Denman & Lerner Co., L.P.A.

Who gets your workers' comp benefits if you don't?

No one wants to look like a wimp, but your workers' compensation benefits exist for a reason. They're supposed to help you recover from work-related injuries and illnesses. And if you decide to tough it out each day, despite the lingering aches and pains your job has caused you, all that money is going somewhere else.

Where is it going? Well, the extra $1.5 billion that the Ohio Bureau of Workers' Compensation (BWC) made on its investments may be going back to the state's employers. According to The Cleveland American, the BWC may return $114.3 million to local governments, $50 million to public schools and an undisclosed sum to the private businesses it insures.

Following the money in Ohio workers' compensation

The potential rebate highlights one of the less commonly noted truths about workers' compensation-managing it is a business. In Ohio, this business can run two different ways:

  • Employers buy their workers' comp insurance through the BWC. The BWC runs most of the state's workers' comp insurance, and this tends to be good for Ohioans. As a state-run governmental agency, the BWC works for the state and its residents. When it sees exceptionally strong returns on its investments, it considers paying the windfall back to the state.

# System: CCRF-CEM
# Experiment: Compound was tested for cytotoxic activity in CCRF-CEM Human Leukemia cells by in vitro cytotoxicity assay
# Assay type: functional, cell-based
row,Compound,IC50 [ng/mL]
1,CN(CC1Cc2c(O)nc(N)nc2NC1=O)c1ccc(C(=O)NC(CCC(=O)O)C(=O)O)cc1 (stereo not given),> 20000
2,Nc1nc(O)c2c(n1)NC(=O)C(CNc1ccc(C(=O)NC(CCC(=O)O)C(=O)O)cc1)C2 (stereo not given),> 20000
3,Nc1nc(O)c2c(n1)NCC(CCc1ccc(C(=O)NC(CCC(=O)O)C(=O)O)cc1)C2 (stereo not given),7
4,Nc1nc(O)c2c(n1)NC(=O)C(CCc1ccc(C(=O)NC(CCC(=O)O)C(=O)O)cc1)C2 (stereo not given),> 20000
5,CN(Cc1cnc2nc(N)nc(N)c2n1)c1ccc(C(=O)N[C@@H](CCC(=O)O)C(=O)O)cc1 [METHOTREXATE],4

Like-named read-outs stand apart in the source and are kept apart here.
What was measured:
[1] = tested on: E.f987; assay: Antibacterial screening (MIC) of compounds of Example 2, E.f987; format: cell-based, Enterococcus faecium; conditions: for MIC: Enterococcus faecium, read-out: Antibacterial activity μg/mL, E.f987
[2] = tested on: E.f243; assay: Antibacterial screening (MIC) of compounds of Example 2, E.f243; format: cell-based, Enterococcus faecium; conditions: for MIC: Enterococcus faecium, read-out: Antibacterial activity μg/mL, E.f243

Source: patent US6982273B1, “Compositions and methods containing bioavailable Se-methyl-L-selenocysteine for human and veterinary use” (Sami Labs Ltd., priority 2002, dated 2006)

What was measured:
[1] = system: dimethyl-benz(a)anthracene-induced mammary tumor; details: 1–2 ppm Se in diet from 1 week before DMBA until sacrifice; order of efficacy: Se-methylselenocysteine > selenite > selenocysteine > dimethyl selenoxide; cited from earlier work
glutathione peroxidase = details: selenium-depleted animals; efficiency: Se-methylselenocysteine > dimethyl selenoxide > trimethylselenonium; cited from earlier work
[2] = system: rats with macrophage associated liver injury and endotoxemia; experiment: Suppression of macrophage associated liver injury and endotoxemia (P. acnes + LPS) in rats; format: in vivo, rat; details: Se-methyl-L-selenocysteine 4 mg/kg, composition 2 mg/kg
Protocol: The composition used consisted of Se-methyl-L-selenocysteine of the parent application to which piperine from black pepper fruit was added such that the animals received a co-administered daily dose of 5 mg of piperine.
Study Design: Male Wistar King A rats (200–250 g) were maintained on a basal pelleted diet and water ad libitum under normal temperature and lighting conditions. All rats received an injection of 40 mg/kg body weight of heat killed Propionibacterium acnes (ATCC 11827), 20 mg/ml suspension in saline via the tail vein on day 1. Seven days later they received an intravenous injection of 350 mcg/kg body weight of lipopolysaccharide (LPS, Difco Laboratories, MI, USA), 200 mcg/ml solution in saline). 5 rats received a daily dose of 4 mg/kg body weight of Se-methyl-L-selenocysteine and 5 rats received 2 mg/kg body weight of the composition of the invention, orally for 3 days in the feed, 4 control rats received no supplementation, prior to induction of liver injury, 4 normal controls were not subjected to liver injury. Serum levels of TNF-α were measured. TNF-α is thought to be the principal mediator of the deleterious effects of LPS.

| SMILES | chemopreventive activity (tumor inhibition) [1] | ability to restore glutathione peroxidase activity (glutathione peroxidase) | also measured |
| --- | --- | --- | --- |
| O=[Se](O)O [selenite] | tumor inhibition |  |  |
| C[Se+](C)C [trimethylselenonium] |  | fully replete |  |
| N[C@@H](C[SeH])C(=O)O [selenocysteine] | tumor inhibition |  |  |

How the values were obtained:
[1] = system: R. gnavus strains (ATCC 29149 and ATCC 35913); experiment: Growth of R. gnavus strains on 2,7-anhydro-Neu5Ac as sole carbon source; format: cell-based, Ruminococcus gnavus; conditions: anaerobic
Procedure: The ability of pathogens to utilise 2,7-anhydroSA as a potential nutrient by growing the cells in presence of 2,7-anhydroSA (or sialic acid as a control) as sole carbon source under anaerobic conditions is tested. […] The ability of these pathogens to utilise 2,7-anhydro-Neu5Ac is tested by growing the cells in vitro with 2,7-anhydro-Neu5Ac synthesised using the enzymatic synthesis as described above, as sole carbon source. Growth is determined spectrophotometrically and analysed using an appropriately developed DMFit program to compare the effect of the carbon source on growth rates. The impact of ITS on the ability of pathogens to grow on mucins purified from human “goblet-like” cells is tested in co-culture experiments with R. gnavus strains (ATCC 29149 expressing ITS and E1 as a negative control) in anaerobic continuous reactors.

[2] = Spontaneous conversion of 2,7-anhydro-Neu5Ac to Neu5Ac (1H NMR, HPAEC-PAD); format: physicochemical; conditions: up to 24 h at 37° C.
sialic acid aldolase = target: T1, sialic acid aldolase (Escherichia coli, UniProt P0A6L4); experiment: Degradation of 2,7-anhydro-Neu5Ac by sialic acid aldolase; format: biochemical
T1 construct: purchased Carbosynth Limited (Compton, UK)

• Employers apply to self-insure. Some larger, financially stable employers may run their own workers' comp insurance plans. To do this, employers need to meet the BWC's qualifications for self-insurance and file a detailed application with multiple forms. The idea is that these employers, which may include municipalities, need to show they can handle workers' comp claims.

Despite the assurances an employer offers the BWC when it files to self-insure, the reality is there's a big difference between the two insurance plans. No matter their intentions, the state's self-insured employers may run into conflicts of interest. Self-insured companies have a financial incentive to deny claims, especially if those claims could result in large payouts. This seems to be the case in Beachwood's recent denial of a firefighter's workers' comp claims. And the firefighter's claims were denied even after the state passed a workers' comp law that it named for him!

Exercise your rights

Ohio recognizes your workers' compensation benefits as a right. Your employer must invest in workers' comp, and you have the right to file anytime you're injured on the job. An attorney with experience in workers' compensation can help you better understand your rights and may help you seek compensation if your claim is denied.

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